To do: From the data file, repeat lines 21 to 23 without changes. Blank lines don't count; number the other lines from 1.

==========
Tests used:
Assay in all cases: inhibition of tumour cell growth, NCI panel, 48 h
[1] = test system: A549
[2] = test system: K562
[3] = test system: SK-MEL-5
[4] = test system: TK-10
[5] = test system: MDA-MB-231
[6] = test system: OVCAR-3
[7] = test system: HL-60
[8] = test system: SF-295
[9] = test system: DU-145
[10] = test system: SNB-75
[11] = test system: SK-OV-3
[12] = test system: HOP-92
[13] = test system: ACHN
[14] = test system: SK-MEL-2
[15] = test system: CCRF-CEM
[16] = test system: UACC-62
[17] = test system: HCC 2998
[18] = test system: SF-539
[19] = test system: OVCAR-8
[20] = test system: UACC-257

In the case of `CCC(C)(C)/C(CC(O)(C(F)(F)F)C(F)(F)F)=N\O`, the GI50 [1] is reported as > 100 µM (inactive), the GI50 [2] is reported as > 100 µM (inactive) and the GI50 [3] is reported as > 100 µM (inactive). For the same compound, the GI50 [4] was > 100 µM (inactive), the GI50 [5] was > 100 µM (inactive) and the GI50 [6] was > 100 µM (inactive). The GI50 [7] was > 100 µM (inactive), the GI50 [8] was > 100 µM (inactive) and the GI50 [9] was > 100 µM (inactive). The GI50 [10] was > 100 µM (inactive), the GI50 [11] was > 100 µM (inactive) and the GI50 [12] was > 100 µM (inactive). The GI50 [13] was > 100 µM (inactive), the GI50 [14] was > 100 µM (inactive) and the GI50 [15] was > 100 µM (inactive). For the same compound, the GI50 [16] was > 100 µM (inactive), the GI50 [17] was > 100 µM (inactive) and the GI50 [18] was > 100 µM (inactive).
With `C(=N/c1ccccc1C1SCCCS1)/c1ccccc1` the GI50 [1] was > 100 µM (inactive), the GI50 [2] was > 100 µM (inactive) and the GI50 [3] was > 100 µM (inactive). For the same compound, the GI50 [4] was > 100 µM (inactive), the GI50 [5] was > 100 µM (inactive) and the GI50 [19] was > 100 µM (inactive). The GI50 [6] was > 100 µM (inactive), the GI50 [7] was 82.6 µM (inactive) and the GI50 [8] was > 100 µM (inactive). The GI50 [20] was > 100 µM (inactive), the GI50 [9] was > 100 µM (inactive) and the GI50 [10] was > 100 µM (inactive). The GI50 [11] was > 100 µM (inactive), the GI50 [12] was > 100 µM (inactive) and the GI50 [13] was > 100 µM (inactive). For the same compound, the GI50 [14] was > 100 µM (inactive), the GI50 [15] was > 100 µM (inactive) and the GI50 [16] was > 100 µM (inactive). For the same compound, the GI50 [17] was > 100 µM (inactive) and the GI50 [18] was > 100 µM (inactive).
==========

[19] = test system: OVCAR-8
[20] = test system: UACC-257

In the case of `CCC(C)(C)/C(CC(O)(C(F)(F)F)C(F)(F)F)=N\O`, the GI50 [1] is reported as > 100 µM (inactive), the GI50 [2] is reported as > 100 µM (inactive) and the GI50 [3] is reported as > 100 µM (inactive). For the same compound, the GI50 [4] was > 100 µM (inactive), the GI50 [5] was > 100 µM (inactive) and the GI50 [6] was > 100 µM (inactive). The GI50 [7] was > 100 µM (inactive), the GI50 [8] was > 100 µM (inactive) and the GI50 [9] was > 100 µM (inactive). The GI50 [10] was > 100 µM (inactive), the GI50 [11] was > 100 µM (inactive) and the GI50 [12] was > 100 µM (inactive). The GI50 [13] was > 100 µM (inactive), the GI50 [14] was > 100 µM (inactive) and the GI50 [15] was > 100 µM (inactive). For the same compound, the GI50 [16] was > 100 µM (inactive), the GI50 [17] was > 100 µM (inactive) and the GI50 [18] was > 100 µM (inactive).